No matter what types of photos you’re taking, anchoring the frame is key. “You really want something in the frame to anchor the photo,” photographer Jeff Carlson says, “Whether it’s trees or a landmark in the foreground, you want to have something that's going to frame the sky so that it doesn’t just look a scene from a space film.”
Be aware that because you’re shooting in low light, you must leave the shutter open for a longer time than you would in daylight. Due to the rotation of Earth, celestial bodies will have light trails in the resulting photo. “Even though your camera isn’t moving because it's on a tripod, everything else is moving because you’re on a rotating planet,” Carlson says. “You don’t want all the stars to look blurry because the planet has shifted slightly.” The 500 rule can be helpful for avoiding unwanted movement in your night sky shots.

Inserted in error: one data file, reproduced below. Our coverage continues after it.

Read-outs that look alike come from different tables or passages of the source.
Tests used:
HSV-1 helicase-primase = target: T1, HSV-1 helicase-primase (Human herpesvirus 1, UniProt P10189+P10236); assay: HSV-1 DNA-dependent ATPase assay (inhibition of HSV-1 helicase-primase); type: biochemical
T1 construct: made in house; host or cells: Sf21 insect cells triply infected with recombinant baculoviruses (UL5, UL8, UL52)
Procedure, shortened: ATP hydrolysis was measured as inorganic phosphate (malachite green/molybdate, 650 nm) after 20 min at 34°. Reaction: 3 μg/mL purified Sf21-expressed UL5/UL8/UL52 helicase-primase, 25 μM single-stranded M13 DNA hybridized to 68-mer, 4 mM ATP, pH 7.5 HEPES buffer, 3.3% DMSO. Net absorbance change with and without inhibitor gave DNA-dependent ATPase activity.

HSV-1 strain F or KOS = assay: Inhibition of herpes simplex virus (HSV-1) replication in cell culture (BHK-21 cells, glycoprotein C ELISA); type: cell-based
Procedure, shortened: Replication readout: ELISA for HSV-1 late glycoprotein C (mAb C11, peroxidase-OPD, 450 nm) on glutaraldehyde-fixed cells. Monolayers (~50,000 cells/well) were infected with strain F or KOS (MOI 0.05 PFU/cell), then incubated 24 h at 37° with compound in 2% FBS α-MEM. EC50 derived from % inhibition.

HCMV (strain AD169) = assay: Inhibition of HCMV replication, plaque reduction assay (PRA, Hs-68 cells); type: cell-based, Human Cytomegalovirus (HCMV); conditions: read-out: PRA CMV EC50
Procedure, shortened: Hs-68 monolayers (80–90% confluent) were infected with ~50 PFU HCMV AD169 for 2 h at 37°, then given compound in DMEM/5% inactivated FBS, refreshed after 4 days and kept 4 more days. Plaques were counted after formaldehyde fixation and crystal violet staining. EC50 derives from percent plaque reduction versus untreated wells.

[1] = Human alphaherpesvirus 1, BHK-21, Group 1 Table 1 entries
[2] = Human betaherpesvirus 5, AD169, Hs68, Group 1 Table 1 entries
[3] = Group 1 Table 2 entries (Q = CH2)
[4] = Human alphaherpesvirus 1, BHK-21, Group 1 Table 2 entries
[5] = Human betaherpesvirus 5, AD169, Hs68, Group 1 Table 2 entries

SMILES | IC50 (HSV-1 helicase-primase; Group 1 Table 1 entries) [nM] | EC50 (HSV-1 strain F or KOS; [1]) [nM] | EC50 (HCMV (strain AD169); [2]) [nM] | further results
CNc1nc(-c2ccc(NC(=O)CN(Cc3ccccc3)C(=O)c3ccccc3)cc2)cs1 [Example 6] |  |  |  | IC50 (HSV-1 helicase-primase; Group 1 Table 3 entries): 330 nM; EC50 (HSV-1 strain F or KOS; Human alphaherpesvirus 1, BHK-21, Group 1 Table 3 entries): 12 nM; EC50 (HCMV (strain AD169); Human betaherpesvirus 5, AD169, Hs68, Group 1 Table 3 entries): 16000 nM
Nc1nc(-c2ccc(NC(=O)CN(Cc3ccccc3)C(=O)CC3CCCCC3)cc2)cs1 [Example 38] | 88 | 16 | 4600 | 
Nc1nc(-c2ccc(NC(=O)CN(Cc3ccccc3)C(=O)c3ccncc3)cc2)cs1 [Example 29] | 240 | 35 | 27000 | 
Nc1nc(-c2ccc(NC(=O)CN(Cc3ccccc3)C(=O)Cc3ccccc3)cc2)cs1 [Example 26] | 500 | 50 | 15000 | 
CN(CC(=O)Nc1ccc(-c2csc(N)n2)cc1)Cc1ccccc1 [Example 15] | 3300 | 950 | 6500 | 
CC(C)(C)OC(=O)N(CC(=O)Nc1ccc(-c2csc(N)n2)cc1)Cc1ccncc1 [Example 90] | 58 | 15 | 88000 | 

Finding the right tools & camera settings for astrophotography.
Once you’ve determined what type of photography you’re interested in, it’s time to get your tools together.
While smartphone cameras are making enormous technological leaps, you’re going to want the benefits of a DSLR camera with interchangeable lenses. And no matter what type of night sky photography you’ve chosen to shoot, a tripod is a must.
“If you want to do astrophotography or night photography, you want cameras with larger sensors.”
It’s also a good idea to invest in a digital camera with high ISO potential. “If you want to do astrophotography or night photography, you want cameras with larger sensors,” says photographer Derek Boyd. “High-quality cameras that shoot ISO 6,400 and up are going to give you cleaner images.”
If you’re looking to create a deep sky photography rig for capturing detailed images of celestial bodies, you’ll need some more-advanced equipment — most likely an equatorial mount, a telescope, a guide telescope and a few other pieces of necessary equipment.